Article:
There was an experiment in White Dwarf many many years ago - it compared the effectiveness of chariots from each of the WHFB armies. This was done by taking each chariot, starting at certain distance away from a unit of Empire Spearmen, and charging. The did this several times for each chariot, and recorded the results in a spreadsheet. THEN, the chariot was lined up against archers, who had a turn of shooting on the chariot... etc etc. The beastmem chariot won, because it was good at charging and breaking the spearmen, and good at surviving the volly of arrows to reach the enemy targets intact.

Anyway - try doing this with the thunder wolves. I don't know how thunder wolves work, but take ... 3 or 5 of them, with out upgrades (or with power weapon for sarg or whatever). Line them up against a tactical marine unit in open field at say 20 inches away. They have the first turn. Charge them into the tacs repeatedly, recording the results each time (# of hits scored, # wounds taken, #models killed, etc).

You'll need something to compare against the thunder wolves - all I can suggest is an equally priced dedicated assault unit that has either jump, cavalry, or bike sup-type. SM bikes, assault marines, warp talons, IG rough riders... you get the idea. Record the results and compare.

You could do this experiment with cardboard cut-outs.
Or pen and paper and dice.
Or just a calculator if you're good a math (I'm not).
Or this is an awful idea.

Denny
20-11-2012, 13:24
Actually, there are objective truths in tabletop games. The ones that can be backed up and proven with math. Except that in a complex game, you can never be entirely sure you didn't miss a vital variable or that your results are even relevant.

There are certainly truths in terms of maths, but you cannot mathematically prove the subjective value of a unit because it is exactly that; subjective.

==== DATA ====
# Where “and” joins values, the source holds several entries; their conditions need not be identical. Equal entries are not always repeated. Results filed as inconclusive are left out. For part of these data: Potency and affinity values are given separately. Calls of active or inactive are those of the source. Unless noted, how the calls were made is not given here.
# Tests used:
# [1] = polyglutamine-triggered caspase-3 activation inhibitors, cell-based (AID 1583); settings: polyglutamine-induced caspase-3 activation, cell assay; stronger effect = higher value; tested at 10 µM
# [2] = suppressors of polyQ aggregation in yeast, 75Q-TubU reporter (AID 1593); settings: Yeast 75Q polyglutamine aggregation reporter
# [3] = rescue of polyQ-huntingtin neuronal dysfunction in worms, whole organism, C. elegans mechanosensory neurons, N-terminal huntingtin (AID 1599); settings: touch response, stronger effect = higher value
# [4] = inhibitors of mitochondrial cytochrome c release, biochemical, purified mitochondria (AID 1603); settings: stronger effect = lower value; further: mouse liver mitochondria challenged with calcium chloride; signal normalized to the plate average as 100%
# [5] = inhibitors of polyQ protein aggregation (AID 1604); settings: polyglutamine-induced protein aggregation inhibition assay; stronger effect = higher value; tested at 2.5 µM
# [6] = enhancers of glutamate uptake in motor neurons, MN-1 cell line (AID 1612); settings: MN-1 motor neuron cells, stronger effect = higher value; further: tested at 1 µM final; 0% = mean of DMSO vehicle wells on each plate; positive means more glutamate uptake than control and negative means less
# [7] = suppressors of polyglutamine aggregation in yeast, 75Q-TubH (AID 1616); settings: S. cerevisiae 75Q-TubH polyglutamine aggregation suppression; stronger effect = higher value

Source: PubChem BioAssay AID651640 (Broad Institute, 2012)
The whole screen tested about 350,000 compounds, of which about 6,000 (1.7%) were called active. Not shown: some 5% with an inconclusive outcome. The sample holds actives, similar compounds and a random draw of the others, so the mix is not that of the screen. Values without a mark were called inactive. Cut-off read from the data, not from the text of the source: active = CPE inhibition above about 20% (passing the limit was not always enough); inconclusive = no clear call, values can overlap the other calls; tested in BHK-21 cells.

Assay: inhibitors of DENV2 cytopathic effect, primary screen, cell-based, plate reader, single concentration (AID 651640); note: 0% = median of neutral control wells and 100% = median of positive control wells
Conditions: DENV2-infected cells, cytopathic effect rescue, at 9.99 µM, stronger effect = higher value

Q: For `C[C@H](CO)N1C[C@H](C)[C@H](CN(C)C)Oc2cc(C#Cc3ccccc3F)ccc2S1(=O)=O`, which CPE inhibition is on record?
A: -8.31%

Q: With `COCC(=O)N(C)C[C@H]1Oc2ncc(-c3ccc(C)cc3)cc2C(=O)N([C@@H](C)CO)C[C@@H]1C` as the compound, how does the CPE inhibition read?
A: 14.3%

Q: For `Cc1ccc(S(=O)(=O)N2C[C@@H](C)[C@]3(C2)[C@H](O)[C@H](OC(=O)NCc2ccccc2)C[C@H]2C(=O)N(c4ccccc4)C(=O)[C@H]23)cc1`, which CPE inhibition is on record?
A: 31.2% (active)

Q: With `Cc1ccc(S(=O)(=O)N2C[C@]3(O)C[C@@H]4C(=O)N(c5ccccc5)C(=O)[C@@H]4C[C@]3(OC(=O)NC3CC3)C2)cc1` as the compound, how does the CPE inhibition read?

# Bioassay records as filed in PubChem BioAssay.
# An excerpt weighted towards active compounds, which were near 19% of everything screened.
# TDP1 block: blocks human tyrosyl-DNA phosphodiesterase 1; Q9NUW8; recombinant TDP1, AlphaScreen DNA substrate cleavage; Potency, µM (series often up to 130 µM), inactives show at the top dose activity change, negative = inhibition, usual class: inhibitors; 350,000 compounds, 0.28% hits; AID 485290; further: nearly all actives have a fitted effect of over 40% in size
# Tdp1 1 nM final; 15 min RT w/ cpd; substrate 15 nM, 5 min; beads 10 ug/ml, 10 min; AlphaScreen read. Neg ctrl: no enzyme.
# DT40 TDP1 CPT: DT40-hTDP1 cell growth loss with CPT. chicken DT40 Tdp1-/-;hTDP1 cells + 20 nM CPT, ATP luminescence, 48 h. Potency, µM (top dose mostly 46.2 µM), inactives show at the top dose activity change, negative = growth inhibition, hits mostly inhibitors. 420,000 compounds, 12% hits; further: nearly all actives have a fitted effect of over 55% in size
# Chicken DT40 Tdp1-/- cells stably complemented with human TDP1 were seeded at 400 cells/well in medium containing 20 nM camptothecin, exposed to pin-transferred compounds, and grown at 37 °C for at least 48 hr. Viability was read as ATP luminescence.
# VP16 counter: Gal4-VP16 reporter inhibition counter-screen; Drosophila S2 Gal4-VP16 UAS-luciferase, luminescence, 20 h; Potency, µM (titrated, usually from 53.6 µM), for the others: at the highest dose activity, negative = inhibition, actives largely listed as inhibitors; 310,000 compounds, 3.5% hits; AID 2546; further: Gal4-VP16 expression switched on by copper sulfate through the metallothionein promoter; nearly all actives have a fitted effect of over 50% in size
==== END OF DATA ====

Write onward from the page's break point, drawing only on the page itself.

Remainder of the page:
Knowing the WS of a Grey Hunter is fine, but the number is meaningless in isolation. As soon as we take it out of isolation by comparing it to another value we are making a subjective assessment of a probable opposition. It is at this point no longer objective but based on a perceived likelihood.

I think we’re pretty much coming from the same place. I agree that in theory one could use maths to calculate the ‘value’ of a unit, but would need to average out the opposition, the deployment, the terrain, player skill, meta, random scenery/warlord traits, throw in a bit of Rational Choice theory, Game Theory . . . and at this point the probabilities are going to be too unreliable to be of any use.

Besides, I think Objective Truth is overrated. My subjective truth may not work for other players, but if it works in my player group then I’d be an idiot to change it based on an objective truth that may have no bearing on my experiences.

Chapters Unwritten
20-11-2012, 13:50
Well, I'm more looking for the baseline so that uncorroborated hyperbole isn't quite so easy to come by. I think you could get some useful data out of it, it wouldn't be 100% by any means but it would be nice to see. The "Of X times this unit engaged Unit Y under Z conditions, it averaged out as [n]" type of idea doesn't really help us; a unit doesn't fight one other unit, it fights another army, and realistically all that is, is setting up the usual mathhammer assumptions on a table and letting them play out.

RandomThoughts
20-11-2012, 14:07
If you really want to conduct an experiment - without relying on reported stories of their success...

There was an experiment in White Dwarf many many years ago - it compared the effectiveness of chariots from each of the WHFB armies. This was done by taking each chariot, starting at certain distance away from a unit of Empire Spearmen, and charging. The did this several times for each chariot, and recorded the results in a spreadsheet. THEN, the chariot was lined up against archers, who had a turn of shooting on the chariot... etc etc. The beastmem chariot won, because it was good at charging and breaking the spearmen, and good at surviving the volly of arrows to reach the enemy targets intact.

Anyway - try doing this with the thunder wolves. I don't know how thunder wolves work, but take ... 3 or 5 of them, with out upgrades (or with power weapon for sarg or whatever). Line them up against a tactical marine unit in open field at say 20 inches away. They have the first turn. Charge them into the tacs repeatedly, recording the results each time (# of hits scored, # wounds taken, #models killed, etc).

You'll need something to compare against the thunder wolves - all I can suggest is an equally priced dedicated assault unit that has either jump, cavalry, or bike sup-type. SM bikes, assault marines, warp talons, IG rough riders... you get the idea. Record the results and compare.

You could do this experiment with cardboard cut-outs.
Or pen and paper and dice.
Or just a calculator if you're good a math (I'm not).
Or this is an awful idea.